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The political throughline of new movie ‘Savages’ appealed to actress Salma Hayek, who has witnessed the complexities of the North American drug war. “I am Mexican. I’ve known different aspects of Elena’s story,” shares Hayek. “It’s part of life in my country. What I hope the movie will do is make people aware of the level of the drug trade problem between Mexico and the United States. It’s not just a Mexican problem. It’s a problem we share: America and Mexico are partners in this trade. One country’s selling and one country’s buying, and it’s slipping through the hands of both governments.”
During rehearsals, Oliver Stone tested Hayek’s mettle. Indeed, any concerns the actress wouldn’t be “tough enough” were quickly allayed. The director, typically spare with the takes he requires, tasked Hayek with countlessly repeating a pivotal sequence in which Elena verbally eviscerates Lado and Alex. Elena, bewildered, frustrated and furious over a breakdown in her U.S. operation, castigates her men in a fever pitch of mixed English and Spanish insults and threats. Hayek delivered a bravura performance, as Stone knew she would, and by the end of the sequence, Hayek intrinsically understood Elena’s rage and confusion.
Hayek acknowledges that she’s grateful for the experience to work with the filmmaker: “I was elated to have been involved with Savages, as I’ve wanted to work with Oliver my entire acting career. I was extremely happy to work with him, but I was also a bit sad after the experience ended. Now that I’ve had one of my biggest dreams met, I can never have that dream back again.”
As Elena’s man up north, Lado runs the Southern California side of the Baja Cartel’s operation. He’s growing increasingly disgruntled by his demanding boss, and he’s using his brutal tactics to begin branching out on his own. To play the part of a psychopath who shoots detractors in the kneecaps, executes loyal henchmen and relentlessly whips a fellow employee to extract a false confession, Benicio Del Toro had to go to a very dark place. He reflects: “When you hear the accounts of the real people who have been involved in those situations or have been victims in the drug war, when you hear the stories of the people on both sides, it brings seriousness to the story, which helped keep everybody focused.”
Just like his fellow performers, the Academy Award winner chose to take part in ‘Savages’ because of the film’s legendary director. Del Toro reflects: “Oliver’s like a coach who coaches to win. He’s watching and listening to every play; he’s got that replay on in his brain. He knows the scenes inside and out. He will poke at you. He will make you mad, and then he’ll poke at you again. Then your blood will really be pumping, and then he will smile at you. And then you do the scene, and you don’t know what you did. But when you see it, and it works, you understand why you want to work with Oliver Stone.”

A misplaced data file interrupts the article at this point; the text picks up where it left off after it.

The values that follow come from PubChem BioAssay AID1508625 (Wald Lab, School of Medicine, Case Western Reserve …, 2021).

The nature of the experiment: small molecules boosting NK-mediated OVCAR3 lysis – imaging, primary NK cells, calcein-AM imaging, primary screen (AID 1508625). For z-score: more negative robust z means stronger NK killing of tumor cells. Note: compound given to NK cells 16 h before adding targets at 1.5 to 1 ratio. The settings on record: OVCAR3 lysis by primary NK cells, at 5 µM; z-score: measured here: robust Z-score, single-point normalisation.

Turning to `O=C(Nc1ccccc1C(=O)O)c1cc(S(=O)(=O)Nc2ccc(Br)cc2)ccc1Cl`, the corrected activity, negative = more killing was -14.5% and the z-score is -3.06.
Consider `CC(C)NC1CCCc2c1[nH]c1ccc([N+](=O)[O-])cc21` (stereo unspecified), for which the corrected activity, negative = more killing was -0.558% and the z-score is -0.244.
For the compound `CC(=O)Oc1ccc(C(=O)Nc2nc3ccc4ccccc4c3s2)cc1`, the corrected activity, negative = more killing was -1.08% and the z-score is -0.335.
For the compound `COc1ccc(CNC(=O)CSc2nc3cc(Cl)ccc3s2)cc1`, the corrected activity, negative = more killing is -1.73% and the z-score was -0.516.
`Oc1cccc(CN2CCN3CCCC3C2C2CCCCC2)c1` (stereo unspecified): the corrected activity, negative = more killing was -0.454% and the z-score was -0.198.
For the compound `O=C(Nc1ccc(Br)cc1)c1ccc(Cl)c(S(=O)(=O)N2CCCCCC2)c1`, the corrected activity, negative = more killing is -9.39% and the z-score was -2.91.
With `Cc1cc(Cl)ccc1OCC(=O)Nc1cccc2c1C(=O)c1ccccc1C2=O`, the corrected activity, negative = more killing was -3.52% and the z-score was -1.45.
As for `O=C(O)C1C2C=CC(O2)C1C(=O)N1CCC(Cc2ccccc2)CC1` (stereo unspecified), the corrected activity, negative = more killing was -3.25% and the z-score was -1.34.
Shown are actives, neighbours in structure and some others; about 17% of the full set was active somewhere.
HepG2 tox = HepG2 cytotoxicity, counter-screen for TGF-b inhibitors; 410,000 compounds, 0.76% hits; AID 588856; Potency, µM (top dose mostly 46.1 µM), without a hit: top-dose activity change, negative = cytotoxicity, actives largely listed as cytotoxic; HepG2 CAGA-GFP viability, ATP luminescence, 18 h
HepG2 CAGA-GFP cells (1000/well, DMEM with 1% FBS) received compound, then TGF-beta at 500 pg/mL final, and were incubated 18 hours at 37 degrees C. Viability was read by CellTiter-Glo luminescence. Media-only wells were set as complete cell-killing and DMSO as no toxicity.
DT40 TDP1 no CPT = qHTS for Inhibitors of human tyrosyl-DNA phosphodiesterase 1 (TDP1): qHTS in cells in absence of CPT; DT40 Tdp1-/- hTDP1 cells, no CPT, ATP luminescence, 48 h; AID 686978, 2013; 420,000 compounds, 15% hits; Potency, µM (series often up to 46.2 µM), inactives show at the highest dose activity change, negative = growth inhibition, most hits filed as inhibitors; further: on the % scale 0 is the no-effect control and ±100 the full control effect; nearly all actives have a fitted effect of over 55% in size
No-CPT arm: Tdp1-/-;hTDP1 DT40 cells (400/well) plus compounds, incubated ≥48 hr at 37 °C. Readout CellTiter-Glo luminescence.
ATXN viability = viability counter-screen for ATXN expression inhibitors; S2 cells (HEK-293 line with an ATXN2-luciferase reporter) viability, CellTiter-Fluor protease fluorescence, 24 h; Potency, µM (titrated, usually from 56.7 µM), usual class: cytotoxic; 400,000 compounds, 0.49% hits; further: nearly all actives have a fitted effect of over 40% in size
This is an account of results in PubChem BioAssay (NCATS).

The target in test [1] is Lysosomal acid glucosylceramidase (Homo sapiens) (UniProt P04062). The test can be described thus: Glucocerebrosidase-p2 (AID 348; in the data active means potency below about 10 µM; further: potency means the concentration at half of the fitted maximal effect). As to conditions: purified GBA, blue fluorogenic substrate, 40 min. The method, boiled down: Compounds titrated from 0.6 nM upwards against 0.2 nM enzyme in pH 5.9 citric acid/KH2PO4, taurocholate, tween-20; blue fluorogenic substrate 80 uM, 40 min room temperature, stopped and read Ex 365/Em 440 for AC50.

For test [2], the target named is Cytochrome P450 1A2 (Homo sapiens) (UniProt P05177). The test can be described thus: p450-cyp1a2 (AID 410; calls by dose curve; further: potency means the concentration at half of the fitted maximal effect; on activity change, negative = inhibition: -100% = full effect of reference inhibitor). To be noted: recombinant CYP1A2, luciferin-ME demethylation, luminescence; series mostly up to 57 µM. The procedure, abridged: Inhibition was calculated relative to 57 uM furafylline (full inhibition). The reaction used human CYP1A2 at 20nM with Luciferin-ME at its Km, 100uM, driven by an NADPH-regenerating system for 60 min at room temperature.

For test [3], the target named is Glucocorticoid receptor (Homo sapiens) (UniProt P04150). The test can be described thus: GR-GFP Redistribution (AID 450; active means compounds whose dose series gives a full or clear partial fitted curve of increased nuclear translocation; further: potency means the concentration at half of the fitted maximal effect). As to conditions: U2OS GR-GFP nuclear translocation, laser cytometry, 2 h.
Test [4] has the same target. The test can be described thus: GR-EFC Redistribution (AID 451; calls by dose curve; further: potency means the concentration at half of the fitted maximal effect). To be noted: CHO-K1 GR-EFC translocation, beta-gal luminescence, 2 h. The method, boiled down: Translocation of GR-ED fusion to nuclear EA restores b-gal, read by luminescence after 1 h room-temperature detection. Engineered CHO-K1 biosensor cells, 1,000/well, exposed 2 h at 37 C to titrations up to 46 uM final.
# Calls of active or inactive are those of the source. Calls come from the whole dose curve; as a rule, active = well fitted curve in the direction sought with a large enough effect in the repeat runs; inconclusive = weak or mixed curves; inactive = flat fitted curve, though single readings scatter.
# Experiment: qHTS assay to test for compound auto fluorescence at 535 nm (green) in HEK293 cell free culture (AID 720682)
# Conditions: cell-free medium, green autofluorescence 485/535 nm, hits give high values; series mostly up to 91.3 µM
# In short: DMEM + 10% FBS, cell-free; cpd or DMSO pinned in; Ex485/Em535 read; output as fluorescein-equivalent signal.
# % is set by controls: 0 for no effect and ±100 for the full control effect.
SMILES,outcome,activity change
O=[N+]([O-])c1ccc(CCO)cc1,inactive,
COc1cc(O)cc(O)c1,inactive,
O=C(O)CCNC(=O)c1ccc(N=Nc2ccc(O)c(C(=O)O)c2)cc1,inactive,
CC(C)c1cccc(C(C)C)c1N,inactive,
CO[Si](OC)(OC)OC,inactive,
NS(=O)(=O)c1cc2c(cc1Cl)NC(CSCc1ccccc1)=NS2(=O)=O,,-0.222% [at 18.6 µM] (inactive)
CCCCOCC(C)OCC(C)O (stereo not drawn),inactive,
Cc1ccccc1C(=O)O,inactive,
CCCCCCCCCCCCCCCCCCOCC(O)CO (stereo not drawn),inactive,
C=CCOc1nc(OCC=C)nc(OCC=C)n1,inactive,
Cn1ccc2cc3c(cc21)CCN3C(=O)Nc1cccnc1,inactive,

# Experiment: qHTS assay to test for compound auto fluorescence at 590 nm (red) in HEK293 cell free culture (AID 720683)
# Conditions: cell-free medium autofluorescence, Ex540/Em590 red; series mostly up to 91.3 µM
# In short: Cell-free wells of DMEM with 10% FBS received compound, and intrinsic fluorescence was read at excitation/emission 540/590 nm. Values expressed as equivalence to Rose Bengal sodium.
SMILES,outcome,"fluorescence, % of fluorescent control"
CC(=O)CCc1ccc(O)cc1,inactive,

Naturally, Del Toro and Hayek share several scenes together, and they are powerful ones. Even though Del Toro is approximately one foot taller and 100 pounds heavier than Hayek, she definitely was his commander in chief. “I met Salma years ago, and I knew she was tough and had it in her to be the queenpin,” Stone says. “I loved getting Benicio to kowtow to her because his character is not scared of anyone but her. He had a lot of input into his character. Lado is a monster, but Benicio made him a human monster.”
Hayek admits that she enjoyed bossing around Del Toro. She laughs: “It was so much fun to be the jefe— to have these really tough guys work for me and take my orders. To have strong machos like Benicio Del Toro and Demián Bichir work for me, it’s like a female fantasy.”
Del Toro returns: “It was great working with Salma Hayek. Plus, she’s got Julio César Chávez in her blood, and it complements her beauty.”
Several additional well-regarded actors joined the ‘Savages’ ensemble in supporting roles, including Emile Hirsch as accounting whiz Spin and Academy Award nominee Demián Bichir as Alex, the Cartel’s urbane lawyer and chief negotiator. Bichir, who has a history with Del Toro and Hayek, shared most of his scenes with them. He played Fidel Castro opposite Del Toro’s Ernesto “Che” Guevara in Steven Soderbergh’s ‘Che’, and he starred opposite Hayek in the television movie In the Time of the Butterflies, which she also produced.
Bichir discusses what attracted him to the project: “I’ve always believed that human beings have good and bad things about us. We can be amazingly wonderful or terrible. We all have that in our genes, and it’s hard to get rid of it; there’s a savage in every single human being. Some of us develop that a little more, a little deeper or tougher, and other people prefer to stay away from that side. Often, we don’t care about our neighbors in our own buildings, and we hardly say hi to each other in the elevator. We can live in our own bubbles, and that’s exactly what makes us savages.”
Of his experience on set with his fellow actors, Bichir offers: “I love playing tennis, and when you play with a great player, your game always improves. That’s how I feel about working with Benicio. He is just a fantastic, powerful actor. The great thing about Lado and Alex is the fact that they are so different. Alex is elegant, well-dressed, and Lado is primitive and rough. Most of my work with Salma involved talking to her via a laptop screen, except for one intense scene when she feels double-crossed. I hadn’t seen her for years, and she looks fantastic. She has so much grace and confidence and is a better actress than ever.”
Image Courtesy of Savages